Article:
The Museum of Contemporary Photography closed 2010 with a provocative exhibit called “La Frontera: The Cultural Impact of Mexican Migration.” Depicting a massive instillation of prose-poetry from Ben Sáenz, expository documentation of the border patrol and the fence that stretches across the desert, dividing land, people, families and cultures, “La Frontera” ambitiously traveled an arduous geopolitical and emotional terrain. Showcasing the travesties of narco murders while juxtaposing the often overlooked cultural exchange of migrant communities from Iowa City to Oaxaca, from Sonora to Chicago’s Pilsen community, “La Frontera” like the border identity of bi-national immigrant families reaches wide and far.

My initial yet imperative critique can be shortly stated and alleviated. The exhibit had little to no substantial reference to the femicide of the Mujeres de Juárez. But, one cannot expect such a humble museum to undertake the enormous burden of representing the entire state of affairs on the bordrelands and border issues. The National Museum of Mexican Art’s recent exhibit on the Mujeres of Juárez serves as a reference to the overwhelming emotion and the sheer magnitude of such a taxing endeavour. However, an exhibit that doesn’t reference the heinous murder of more than 500 women on the terrain it aims to document and analyze, seems a note worthy concern, to say the least. My second critique stems less from the exhibit and more towards the poorly worded press release that promoted the otherwise evocative exhibit.

Fortunately I did not read the press release written by MoCP Director, Rod Slemmons, until after my arrival home from the exhibit. Slemmons’ unfortunate use of very contested descriptions for those very people one assumes his curated exhibit aims to represent, might have dissuade my patronage. Slemmons’ misguided use of the word’s “illegal aliens,” “illegal populations,” “illegal immigrants,” and “illegals,” vs his apt description of “illegal entries” or “illegal immigration” as violations of political circumstance, might have turned away any die hard immigrant activist, academics, and humanitarians among us.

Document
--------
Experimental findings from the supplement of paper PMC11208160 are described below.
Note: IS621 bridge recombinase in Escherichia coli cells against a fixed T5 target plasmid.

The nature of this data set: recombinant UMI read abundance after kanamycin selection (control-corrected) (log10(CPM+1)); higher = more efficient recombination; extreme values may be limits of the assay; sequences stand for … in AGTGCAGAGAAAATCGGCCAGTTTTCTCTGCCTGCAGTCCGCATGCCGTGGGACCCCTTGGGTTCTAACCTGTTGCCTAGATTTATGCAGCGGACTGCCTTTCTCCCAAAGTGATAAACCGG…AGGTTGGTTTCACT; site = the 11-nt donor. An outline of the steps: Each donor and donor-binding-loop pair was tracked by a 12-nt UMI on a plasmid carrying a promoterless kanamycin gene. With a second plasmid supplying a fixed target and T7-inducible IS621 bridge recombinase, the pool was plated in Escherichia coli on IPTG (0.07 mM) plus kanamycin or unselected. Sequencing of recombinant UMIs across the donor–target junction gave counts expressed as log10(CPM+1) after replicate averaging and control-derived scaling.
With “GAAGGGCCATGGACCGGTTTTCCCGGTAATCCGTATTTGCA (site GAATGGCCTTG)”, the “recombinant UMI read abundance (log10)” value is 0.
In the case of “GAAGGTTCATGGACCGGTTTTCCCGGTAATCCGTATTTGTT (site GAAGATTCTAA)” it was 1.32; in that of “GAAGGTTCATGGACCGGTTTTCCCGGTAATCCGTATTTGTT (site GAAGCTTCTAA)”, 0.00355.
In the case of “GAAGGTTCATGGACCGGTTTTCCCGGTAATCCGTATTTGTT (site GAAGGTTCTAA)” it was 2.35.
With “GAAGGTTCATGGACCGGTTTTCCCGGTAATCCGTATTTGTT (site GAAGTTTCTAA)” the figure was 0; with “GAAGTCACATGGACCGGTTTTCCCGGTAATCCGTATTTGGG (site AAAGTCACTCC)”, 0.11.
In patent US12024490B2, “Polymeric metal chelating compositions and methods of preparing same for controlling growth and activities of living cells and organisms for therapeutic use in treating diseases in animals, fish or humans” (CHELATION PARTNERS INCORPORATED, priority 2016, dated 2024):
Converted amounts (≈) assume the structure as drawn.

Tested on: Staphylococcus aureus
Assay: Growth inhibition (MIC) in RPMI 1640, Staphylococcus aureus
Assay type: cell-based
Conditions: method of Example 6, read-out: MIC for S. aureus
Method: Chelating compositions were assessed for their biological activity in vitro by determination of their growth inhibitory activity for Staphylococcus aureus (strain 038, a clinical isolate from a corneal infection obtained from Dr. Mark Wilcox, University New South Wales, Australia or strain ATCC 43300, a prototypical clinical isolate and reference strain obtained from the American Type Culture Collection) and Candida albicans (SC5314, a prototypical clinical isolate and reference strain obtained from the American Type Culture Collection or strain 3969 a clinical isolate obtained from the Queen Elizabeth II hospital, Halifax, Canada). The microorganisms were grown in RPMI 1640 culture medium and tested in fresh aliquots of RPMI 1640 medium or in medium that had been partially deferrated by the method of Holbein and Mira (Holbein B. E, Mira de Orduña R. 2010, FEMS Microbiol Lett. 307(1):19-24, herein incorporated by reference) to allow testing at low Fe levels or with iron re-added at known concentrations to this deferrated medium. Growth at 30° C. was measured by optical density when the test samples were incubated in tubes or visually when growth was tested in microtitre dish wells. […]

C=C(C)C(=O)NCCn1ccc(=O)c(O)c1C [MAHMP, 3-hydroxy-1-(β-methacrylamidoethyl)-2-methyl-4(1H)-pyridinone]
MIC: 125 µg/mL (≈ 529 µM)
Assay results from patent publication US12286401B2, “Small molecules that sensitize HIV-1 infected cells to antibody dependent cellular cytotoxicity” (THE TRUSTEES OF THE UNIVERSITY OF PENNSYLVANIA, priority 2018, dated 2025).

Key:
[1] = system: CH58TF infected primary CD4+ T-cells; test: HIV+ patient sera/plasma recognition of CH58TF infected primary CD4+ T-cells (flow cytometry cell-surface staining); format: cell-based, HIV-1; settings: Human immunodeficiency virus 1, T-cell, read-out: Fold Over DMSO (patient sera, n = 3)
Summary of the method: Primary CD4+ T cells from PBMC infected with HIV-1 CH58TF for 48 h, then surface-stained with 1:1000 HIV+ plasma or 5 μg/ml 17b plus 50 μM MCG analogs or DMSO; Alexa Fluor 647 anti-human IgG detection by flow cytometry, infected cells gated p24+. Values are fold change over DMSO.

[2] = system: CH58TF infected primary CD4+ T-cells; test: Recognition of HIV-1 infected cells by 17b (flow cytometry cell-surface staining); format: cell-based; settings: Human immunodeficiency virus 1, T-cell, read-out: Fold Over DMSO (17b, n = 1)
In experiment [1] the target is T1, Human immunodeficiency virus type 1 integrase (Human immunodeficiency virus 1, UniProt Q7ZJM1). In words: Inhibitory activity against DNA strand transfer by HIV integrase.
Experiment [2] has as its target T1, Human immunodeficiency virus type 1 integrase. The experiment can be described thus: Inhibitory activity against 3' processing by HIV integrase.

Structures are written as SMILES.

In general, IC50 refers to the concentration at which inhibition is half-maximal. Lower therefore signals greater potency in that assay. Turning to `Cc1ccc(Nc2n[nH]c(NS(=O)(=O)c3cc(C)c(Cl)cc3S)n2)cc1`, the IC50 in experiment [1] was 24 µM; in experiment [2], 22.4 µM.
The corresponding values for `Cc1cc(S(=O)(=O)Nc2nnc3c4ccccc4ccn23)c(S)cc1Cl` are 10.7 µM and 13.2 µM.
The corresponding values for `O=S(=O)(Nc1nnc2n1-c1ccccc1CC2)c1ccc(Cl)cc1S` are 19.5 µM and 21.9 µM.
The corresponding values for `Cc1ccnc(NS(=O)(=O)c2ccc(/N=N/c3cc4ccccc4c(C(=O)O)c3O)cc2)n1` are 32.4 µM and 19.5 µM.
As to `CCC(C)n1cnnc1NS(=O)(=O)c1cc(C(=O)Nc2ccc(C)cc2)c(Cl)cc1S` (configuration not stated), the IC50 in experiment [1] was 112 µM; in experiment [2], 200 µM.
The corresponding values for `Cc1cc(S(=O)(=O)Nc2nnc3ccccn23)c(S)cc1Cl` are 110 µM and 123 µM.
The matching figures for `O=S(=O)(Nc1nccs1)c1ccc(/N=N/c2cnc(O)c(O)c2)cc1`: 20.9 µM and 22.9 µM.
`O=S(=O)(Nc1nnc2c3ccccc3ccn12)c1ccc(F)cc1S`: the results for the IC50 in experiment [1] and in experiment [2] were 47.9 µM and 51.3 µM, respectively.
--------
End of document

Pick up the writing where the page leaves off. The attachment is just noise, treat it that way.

David Rochkind, Train headed north with potential migrants to the US in southern Mexico

As a matter of fact, people, human beings, in whatever state they may find themselves, in whatever country, regardless of their sociopolitical standing can never be and should never be referred to as “illegal.” People’s actions, their crossing arbitrary and imaginary lines, laws or taboos, might be appropriately deemed “illegal,” but humans, their thoughts, their bodies, their lives and stories must remain outside of the delineations of repressive governmental verbiage. The exhibit, keeping in line with its aims to counteract the ” harmful abstractions and over simplifications in the media,” works well as a remedy, shooting beyond the stagnant narratives and charged diction of the press. The disheartening and offensive description of people as “illegals” and worse, “aliens,” only further polarize and discriminate, counteracting the exhibits intentions.

However, as a child of immigrants, walking through the MoCP an exhibit space I used to frequent as a young man, yearning for art while ditching high school or when home on vacation from college, seeing for one of the first times my story and my people’s story on the walls of such a familiar, yet at at times isolating space, “La Frontera” moved me to tears more than once. Jaun Pacheco’s raw “nontraditional portraits” boldly reflect so much of the stigmatization and isolation struggled by men of color in this country. Marcela Taboada’s photojournalism recalled the tapestry of Lola Alvarez Bravo’s vivid depictions of life and beauty in México. Michael Hyatt’s image of a dusty, torn copy of the Diary of Ann Frank in a migrant camp poignantly depicts the brutality and resilience inherent to these perpetual and daunting migrations.

One would not have expected to be so unabashedly thrust into the heart of the matter with such concern and clarity. Sitting in silence on the steps of the final room of the exhibit, watching the monotonous, repetitive motions of the factory workers, in Yoshua Okón triptych video stream of maquiladora workers packaging “Bergson – canned laughter,” I was moved to tears yet again, remembering my grandfather’s hands, the mutilated stubs of his thumb and index fingers, calloused over the years after being severed in a pinball machine factory in Chicago years ago. As an undocumented immigrant he was never compensated for the work related injury. The irony of his blood dripping a pin ball machine, a symbol of leisure and luxury in the U.S., sat earily with me as I absorbed Okón’s œuvre magnifique.

The border is no easy terrain to trace or tackle. I appreciate the MoCP for it’s earnest and outstanding approach to the subject. I commend the MoCP for grappling a tenuous topic with grace, humility, and humanity.

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